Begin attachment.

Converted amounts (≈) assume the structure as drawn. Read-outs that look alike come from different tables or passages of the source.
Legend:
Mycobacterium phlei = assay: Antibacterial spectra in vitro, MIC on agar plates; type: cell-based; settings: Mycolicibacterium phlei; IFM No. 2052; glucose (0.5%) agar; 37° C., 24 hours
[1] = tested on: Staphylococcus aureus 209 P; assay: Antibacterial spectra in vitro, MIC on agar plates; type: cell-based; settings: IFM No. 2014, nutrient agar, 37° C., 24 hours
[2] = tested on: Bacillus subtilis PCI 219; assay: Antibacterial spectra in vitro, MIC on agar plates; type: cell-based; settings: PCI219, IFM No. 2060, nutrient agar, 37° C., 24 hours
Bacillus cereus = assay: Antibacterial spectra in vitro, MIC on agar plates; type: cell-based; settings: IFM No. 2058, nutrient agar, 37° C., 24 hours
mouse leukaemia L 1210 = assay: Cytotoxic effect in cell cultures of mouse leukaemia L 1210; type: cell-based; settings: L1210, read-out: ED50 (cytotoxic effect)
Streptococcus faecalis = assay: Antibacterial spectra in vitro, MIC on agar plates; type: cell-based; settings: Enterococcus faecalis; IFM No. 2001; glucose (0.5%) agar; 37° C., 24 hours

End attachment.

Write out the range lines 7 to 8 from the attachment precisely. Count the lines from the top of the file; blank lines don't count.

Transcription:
mouse leukaemia L 1210 = assay: Cytotoxic effect in cell cultures of mouse leukaemia L 1210; type: cell-based; settings: L1210, read-out: ED50 (cytotoxic effect)
Streptococcus faecalis = assay: Antibacterial spectra in vitro, MIC on agar plates; type: cell-based; settings: Enterococcus faecalis; IFM No. 2001; glucose (0.5%) agar; 37° C., 24 hours